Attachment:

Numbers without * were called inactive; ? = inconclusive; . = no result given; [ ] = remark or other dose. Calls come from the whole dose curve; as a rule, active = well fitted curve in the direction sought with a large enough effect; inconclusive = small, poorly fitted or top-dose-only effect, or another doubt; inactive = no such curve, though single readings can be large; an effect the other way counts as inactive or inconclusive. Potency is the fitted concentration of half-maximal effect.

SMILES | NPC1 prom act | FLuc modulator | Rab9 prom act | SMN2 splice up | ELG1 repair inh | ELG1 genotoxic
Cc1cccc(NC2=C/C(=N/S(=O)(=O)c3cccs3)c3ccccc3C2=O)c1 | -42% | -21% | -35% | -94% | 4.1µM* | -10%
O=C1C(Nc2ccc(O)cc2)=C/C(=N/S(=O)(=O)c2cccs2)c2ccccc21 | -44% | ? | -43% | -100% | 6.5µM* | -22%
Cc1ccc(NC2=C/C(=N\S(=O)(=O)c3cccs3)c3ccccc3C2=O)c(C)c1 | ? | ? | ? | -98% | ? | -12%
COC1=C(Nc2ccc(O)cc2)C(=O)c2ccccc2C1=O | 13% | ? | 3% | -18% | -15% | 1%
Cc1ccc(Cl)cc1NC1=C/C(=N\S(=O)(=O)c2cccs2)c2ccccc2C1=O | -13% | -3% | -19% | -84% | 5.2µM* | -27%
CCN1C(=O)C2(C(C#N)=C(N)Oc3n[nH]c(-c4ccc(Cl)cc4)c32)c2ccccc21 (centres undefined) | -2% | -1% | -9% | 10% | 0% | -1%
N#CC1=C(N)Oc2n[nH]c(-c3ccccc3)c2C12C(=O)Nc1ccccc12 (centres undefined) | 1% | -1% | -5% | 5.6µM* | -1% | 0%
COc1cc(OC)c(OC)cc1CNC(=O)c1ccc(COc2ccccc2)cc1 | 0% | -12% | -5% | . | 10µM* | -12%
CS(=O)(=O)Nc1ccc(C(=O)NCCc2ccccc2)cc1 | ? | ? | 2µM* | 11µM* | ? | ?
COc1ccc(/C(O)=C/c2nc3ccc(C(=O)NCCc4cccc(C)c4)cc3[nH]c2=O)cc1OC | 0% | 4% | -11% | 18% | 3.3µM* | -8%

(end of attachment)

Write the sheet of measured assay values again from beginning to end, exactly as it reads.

Numbers without * were called inactive; ? = inconclusive; . = no result given; [ ] = remark or other dose. Calls come from the whole dose curve; as a rule, active = well fitted curve in the direction sought with a large enough effect; inconclusive = small, poorly fitted or top-dose-only effect, or another doubt; inactive = no such curve, though single readings can be large; an effect the other way counts as inactive or inconclusive. Potency is the fitted concentration of half-maximal effect.

SMILES | NPC1 prom act | FLuc modulator | Rab9 prom act | SMN2 splice up | ELG1 repair inh | ELG1 genotoxic
Cc1cccc(NC2=C/C(=N/S(=O)(=O)c3cccs3)c3ccccc3C2=O)c1 | -42% | -21% | -35% | -94% | 4.1µM* | -10%
O=C1C(Nc2ccc(O)cc2)=C/C(=N/S(=O)(=O)c2cccs2)c2ccccc21 | -44% | ? | -43% | -100% | 6.5µM* | -22%
Cc1ccc(NC2=C/C(=N\S(=O)(=O)c3cccs3)c3ccccc3C2=O)c(C)c1 | ? | ? | ? | -98% | ? | -12%
COC1=C(Nc2ccc(O)cc2)C(=O)c2ccccc2C1=O | 13% | ? | 3% | -18% | -15% | 1%
Cc1ccc(Cl)cc1NC1=C/C(=N\S(=O)(=O)c2cccs2)c2ccccc2C1=O | -13% | -3% | -19% | -84% | 5.2µM* | -27%
CCN1C(=O)C2(C(C#N)=C(N)Oc3n[nH]c(-c4ccc(Cl)cc4)c32)c2ccccc21 (centres undefined) | -2% | -1% | -9% | 10% | 0% | -1%
N#CC1=C(N)Oc2n[nH]c(-c3ccccc3)c2C12C(=O)Nc1ccccc12 (centres undefined) | 1% | -1% | -5% | 5.6µM* | -1% | 0%
COc1cc(OC)c(OC)cc1CNC(=O)c1ccc(COc2ccccc2)cc1 | 0% | -12% | -5% | . | 10µM* | -12%
CS(=O)(=O)Nc1ccc(C(=O)NCCc2ccccc2)cc1 | ? | ? | 2µM* | 11µM* | ? | ?
COc1ccc(/C(O)=C/c2nc3ccc(C(=O)NCCc4cccc(C)c4)cc3[nH]c2=O)cc1OC | 0% | 4% | -11% | 18% | 3.3µM* | -8%